Unmissable Dai Pai Dong In Sham Shui Po Hong Kong

Dai Pai Dong is all about the authentic wok tossed delights from the Hong Kong streets that anyone can afford. We came to Sham Shui Po, where they’re are still a cluster of dai pai dong to grab that authentic Cantonese experience. It was raucous when we got here, with a circular table fall of folk drinking & smoking away – the loud cackle of their laughs drowned out everything else.

I’m clueless as to what they English name is but this is what it looked like:

You can’t get fresher than this!

Perhaps you can translate the name?

In typical dai pai dong style, the inside is nothing to shout home about, the average man would probably park his car in one of these but nothing else. Needless the say, that’s not the point of a dai pai dong.

Despite the shabby interior, they’re not shy with the air con!

First up we went for a classic – clams with blackbeans, chill and peppers. They came to us ripping hot from the wok, were naturally sweet and unmissable. 

Another classic is the prawns deep fried with salted egg yolk. The prawns were coated in the creamy egg yolk and are deep fried with their jackets on. Don ‘t be shy about eating everything.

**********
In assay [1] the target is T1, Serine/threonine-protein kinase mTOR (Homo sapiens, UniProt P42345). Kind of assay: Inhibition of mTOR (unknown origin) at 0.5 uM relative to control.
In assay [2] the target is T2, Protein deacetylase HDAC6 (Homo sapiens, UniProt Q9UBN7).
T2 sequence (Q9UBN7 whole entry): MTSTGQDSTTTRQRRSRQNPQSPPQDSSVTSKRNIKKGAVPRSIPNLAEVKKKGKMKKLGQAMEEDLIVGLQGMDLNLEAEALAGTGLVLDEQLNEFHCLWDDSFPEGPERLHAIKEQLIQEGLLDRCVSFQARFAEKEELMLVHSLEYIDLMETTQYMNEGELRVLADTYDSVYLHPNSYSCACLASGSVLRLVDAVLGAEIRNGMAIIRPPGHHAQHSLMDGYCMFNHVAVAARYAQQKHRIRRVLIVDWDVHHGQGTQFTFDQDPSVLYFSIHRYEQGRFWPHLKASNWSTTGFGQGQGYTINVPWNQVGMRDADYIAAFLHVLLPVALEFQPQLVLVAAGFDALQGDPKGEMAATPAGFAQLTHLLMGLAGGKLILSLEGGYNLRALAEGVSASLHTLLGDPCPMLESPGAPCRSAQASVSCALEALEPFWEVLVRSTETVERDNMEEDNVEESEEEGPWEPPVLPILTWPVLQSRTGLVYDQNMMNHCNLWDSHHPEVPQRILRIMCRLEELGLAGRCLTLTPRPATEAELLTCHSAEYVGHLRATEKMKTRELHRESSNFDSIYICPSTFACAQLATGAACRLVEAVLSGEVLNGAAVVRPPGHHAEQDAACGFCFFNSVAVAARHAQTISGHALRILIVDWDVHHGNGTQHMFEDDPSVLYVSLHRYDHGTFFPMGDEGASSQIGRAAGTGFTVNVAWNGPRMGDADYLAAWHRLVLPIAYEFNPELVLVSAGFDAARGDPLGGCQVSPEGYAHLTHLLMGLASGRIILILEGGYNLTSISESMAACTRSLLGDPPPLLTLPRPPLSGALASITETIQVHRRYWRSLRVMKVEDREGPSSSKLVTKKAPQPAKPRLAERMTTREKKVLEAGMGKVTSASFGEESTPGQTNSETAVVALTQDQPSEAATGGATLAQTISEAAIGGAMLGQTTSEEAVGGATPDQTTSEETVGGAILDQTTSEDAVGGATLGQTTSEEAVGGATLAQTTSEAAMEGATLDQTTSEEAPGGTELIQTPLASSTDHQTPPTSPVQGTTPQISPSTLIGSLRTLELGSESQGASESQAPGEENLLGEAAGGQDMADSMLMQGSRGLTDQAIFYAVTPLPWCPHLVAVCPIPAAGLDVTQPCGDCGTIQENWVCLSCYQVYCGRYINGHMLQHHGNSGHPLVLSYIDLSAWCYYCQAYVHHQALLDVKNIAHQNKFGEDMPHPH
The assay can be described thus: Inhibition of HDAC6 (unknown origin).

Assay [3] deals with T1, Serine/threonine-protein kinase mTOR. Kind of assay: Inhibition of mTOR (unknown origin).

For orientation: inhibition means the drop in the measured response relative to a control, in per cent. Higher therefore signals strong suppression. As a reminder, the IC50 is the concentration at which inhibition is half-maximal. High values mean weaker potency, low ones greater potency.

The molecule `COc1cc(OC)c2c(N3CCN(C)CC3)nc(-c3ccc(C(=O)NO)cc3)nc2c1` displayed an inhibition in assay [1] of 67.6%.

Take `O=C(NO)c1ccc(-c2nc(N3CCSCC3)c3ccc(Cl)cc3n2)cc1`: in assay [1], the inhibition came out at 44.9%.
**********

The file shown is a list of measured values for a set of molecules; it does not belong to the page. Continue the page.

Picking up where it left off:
Onto the green (but the good stuff) garlic chives with dried squid – another unmissable item that was royally good.

Next came the hot pot, with bitter gourd, blackbeans and frogs legs. It does what it says on the tin, lots of bitterness, umami from the blackbeans and for those who haven’t had frog’s legs before, it really does taste like chicken!

Be prepared for sticky elbows!

The verdict:

When did I go? Nov 2016
The damage: $100 per head with a beer (£10).
The good: Unlike Sing Kee which I reviewed, this one is indoors, so you won’t get the scuzziness of the streets. The food though, is exactly what you can ever want from a pocket friendly, on song dai pai dong.
The bad: Not a lot at this price point, but if loud crowds, rough edges and hygiene are you bug bears, don’t come here!
Rating: 4/5
Would I go again? Yes
Address:  Sham Shui Po, Hong Kong

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